Sophisticated style on McDowell Street
by Billy Warden | photography by Smith Hardy
Matt Gray’s soul is deeply invested in your soles. “When I put someone in a pair of these,” he proclaims, “I get cold chills. My hairs stand on end.” Gray gestures reverently to an array of shoes displayed on a handsome hardwood table. But to call them shoes is, as Gray tells it, like referring to a Bentley as a mere set of wheels.
These are Aldens, a men’s brand that dates back more than a century. Evidently they cast a powerful spell: Rumor is that Harrison Ford was so bewitched with the brand that he insisted on wearing Alden boots—sometimes his own personal pair—throughout his globetrotting adventures as Indiana Jones.
Gray owns 50 pairs. Yes, 5-0, dwarfing the combined fancy footwear collection of my wife and me—and these are shoes that cost between $400 to $500 a pair. He is also the owner of Ealdwine Gentlemen’s Shop, which opened on McDowell Street in the spring and hopes to hook the capital city’s stylish set on the joys of not only Alden, but of tapping into a head-to-toe collection of made-in-North America men’s clothes and accessories.
The shop, named for the phrase “old friend” in Old English, arrives as high-end menswear is surging, with forecasts indicating luxury lines for guys will grow faster than women’s over the next several years. In the meantime, Raleigh is just as flush with growth and prosperity. But is the Oak City ready to shed its quasi-signature ensemble of a polo shirt, khakis and sneakers for this tailored, polished look?
Gray’s business partner, Jim Pietryka, is optimistic. He’s also a relative laggard, owning a mere 40 pairs of Alden. However, he’s an ace at describing the traits that make the shoes special: The eyelets! The speed hooks! The durability!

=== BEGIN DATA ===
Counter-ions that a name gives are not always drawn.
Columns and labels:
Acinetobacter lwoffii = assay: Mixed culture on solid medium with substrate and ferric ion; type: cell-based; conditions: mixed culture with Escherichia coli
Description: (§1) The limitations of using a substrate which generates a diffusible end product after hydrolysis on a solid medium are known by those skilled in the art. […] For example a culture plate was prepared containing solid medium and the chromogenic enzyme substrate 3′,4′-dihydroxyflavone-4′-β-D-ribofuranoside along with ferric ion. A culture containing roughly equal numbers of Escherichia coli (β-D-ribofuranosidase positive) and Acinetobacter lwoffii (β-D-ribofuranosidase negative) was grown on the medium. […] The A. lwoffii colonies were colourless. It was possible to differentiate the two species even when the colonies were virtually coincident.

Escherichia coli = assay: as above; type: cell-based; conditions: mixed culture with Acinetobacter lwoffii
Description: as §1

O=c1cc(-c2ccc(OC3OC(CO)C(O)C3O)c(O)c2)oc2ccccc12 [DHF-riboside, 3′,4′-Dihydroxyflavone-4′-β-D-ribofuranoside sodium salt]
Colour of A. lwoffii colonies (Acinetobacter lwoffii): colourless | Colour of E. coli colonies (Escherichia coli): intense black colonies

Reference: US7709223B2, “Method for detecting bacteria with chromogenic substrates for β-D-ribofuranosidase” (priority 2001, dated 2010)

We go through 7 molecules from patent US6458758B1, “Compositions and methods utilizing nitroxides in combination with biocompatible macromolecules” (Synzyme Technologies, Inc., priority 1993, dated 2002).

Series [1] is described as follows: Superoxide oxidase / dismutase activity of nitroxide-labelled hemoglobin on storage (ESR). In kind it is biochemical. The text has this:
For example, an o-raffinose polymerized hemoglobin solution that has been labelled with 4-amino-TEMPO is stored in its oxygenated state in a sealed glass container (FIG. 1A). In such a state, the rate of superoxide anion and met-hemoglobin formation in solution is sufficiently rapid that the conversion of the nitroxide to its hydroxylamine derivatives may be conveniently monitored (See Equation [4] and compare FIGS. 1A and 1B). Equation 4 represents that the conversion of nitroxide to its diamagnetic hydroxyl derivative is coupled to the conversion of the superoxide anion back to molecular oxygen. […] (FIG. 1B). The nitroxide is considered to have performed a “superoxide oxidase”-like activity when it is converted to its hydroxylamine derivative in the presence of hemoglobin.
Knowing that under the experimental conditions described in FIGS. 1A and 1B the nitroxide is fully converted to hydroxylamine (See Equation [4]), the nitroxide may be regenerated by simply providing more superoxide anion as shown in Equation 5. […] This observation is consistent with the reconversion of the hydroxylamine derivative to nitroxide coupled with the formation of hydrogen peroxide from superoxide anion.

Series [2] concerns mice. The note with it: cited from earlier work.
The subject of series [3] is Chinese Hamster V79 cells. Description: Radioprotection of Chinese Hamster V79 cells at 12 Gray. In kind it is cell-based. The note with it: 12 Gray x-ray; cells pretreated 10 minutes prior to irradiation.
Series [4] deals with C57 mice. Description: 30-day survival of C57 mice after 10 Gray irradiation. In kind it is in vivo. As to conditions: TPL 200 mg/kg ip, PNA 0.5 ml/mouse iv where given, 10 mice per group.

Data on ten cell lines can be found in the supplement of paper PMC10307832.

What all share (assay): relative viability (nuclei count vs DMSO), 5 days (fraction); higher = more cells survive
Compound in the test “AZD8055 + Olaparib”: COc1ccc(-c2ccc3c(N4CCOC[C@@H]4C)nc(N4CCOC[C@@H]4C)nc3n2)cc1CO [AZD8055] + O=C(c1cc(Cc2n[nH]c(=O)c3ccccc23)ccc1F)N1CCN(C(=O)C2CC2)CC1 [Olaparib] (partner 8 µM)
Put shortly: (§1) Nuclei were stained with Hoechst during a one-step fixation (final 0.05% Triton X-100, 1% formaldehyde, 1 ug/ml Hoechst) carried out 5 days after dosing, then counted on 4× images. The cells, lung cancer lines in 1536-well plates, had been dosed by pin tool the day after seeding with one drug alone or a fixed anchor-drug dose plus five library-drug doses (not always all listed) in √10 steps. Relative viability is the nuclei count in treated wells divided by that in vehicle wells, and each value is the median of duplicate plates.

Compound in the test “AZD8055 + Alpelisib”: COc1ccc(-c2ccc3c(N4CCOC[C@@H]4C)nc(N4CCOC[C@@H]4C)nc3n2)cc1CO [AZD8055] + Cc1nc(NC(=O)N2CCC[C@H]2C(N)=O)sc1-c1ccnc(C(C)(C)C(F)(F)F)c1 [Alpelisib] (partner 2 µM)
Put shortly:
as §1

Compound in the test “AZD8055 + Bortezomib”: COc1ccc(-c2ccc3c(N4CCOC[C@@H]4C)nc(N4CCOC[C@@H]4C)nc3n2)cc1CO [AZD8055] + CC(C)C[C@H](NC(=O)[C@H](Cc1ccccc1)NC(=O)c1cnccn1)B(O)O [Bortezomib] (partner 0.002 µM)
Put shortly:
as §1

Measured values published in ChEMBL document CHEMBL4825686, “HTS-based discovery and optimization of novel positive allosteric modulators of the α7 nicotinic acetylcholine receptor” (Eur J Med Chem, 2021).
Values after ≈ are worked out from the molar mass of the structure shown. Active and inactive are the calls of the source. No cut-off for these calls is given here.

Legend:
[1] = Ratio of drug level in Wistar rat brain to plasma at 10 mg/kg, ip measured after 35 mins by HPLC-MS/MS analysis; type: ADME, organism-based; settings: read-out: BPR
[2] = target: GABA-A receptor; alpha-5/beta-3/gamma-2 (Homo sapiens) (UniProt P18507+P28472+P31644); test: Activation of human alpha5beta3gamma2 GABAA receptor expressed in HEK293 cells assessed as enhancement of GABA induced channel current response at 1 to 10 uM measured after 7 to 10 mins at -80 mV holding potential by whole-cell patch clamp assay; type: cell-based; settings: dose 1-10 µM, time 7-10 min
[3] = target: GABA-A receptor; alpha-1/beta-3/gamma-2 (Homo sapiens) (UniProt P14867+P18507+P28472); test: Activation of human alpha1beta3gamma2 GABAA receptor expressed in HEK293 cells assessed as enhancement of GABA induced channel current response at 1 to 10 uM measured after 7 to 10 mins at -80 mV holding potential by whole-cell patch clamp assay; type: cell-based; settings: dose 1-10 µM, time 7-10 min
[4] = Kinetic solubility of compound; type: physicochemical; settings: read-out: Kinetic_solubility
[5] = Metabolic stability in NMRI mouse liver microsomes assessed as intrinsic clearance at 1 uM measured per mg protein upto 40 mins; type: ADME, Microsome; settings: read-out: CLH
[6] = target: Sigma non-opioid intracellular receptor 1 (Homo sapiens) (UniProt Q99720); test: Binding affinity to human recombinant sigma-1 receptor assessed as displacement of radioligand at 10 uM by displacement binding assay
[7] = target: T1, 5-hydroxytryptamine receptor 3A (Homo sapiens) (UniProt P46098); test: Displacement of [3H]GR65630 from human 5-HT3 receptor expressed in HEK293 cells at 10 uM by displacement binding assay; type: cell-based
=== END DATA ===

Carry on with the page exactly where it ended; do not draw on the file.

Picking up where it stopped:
The partners met where everyone connects these days: online. Specifically, at styleforum.net, a hub for men’s fashion fanatics. They took note of each other’s passion for Alden and the fact that they both reside in Cary. Soon, they teamed up to pursue opening a rare Alden-sanctioned store. The shoe was, as it were, a fit: Alden approved the store and has so far produced seven styles available only there. But Ealdwine is not exclusively about footwear. The accessories include pens, one with an exterior shell made of acorn tops; and pocket knives, my favorite boasting a handle inlaid with fossilized woolly mammoth tooth (Father’s Day hint!). Slipping into the clothes at Ealdwine is a sensualist’s delight, I discovered on a recent visit. First comes an offer of bourbon, always a winning start. Soon I’m in a checkered button-down that feels refreshingly cool to the skin and is guaranteed to wick away moisture—you know, in case the price of the full ensemble gives me the sweats. The first pair of jeans I sampled were tight enough to have me squeaking in a pained falsetto, but that was remedied by a fuller fit. A lightweight blazer tops things off, though it’s not quite the topper: For the pièce de résistance, Pietryka guides my feet into an elegant, hand-sewn snuff suede penny loafer, “perfect for summer.” It may not be a religious experience, but, coming with all the pomp and circumstance, it certainly feels like a rite of passage. “Once you get your first pair,” promises Gray, “there’s no going back.” Gentlemen of Raleigh, are you ready to slide into a new obsession?